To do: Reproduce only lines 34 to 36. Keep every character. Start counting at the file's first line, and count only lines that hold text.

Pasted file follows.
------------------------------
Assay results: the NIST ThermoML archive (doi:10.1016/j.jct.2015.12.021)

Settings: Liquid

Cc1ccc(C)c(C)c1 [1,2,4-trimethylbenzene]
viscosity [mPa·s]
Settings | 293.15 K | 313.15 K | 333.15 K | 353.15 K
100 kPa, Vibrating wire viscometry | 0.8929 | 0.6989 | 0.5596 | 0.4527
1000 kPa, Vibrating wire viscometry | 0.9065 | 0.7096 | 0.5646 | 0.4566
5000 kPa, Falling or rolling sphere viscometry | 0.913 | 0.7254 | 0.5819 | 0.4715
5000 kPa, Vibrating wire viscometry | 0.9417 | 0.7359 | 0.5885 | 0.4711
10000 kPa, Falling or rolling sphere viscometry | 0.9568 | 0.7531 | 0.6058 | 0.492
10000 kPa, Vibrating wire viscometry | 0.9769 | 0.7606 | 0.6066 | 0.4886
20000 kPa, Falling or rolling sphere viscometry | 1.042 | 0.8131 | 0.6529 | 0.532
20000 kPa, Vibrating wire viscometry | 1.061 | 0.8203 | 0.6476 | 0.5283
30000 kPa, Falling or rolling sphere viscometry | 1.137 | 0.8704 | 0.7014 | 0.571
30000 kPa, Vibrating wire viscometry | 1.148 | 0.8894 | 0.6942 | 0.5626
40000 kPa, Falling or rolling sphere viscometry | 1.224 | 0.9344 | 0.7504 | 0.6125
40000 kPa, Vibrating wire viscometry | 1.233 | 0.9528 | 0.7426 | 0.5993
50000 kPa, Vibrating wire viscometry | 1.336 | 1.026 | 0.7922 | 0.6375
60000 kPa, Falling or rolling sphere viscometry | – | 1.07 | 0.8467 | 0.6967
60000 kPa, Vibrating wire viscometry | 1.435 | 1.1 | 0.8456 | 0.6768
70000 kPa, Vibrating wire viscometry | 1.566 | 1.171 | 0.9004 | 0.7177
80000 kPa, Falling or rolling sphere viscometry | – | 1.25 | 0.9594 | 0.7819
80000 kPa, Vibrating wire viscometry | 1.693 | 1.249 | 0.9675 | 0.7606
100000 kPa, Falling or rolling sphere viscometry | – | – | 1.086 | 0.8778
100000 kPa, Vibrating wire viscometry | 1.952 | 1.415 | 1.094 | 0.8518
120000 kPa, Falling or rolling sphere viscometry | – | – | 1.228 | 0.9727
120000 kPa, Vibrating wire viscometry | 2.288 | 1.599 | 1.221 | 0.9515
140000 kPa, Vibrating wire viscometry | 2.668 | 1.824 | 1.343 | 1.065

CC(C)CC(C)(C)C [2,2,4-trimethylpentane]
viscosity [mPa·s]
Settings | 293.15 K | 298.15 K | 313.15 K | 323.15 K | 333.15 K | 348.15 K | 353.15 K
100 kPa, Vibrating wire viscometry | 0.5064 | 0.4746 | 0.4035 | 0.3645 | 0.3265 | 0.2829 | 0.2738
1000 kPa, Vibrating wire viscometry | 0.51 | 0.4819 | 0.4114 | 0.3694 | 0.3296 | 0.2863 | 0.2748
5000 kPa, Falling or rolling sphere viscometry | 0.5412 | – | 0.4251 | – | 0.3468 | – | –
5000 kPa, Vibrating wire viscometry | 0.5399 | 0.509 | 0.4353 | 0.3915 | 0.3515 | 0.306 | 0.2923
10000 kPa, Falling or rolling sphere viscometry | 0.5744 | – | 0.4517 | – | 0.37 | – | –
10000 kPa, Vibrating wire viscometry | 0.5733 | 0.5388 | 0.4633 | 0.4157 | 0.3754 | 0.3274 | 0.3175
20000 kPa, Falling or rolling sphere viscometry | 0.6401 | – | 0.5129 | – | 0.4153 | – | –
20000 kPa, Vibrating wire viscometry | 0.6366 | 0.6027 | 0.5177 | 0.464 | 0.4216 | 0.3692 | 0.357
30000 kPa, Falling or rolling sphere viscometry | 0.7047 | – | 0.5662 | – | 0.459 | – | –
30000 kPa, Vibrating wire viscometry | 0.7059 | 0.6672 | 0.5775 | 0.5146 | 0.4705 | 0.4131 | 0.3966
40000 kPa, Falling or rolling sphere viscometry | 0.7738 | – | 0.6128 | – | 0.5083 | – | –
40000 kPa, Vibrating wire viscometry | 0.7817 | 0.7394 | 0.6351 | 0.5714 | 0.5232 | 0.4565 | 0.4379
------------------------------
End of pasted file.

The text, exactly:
5000 kPa, Falling or rolling sphere viscometry | 0.5412 | – | 0.4251 | – | 0.3468 | – | –
5000 kPa, Vibrating wire viscometry | 0.5399 | 0.509 | 0.4353 | 0.3915 | 0.3515 | 0.306 | 0.2923
10000 kPa, Falling or rolling sphere viscometry | 0.5744 | – | 0.4517 | – | 0.37 | – | –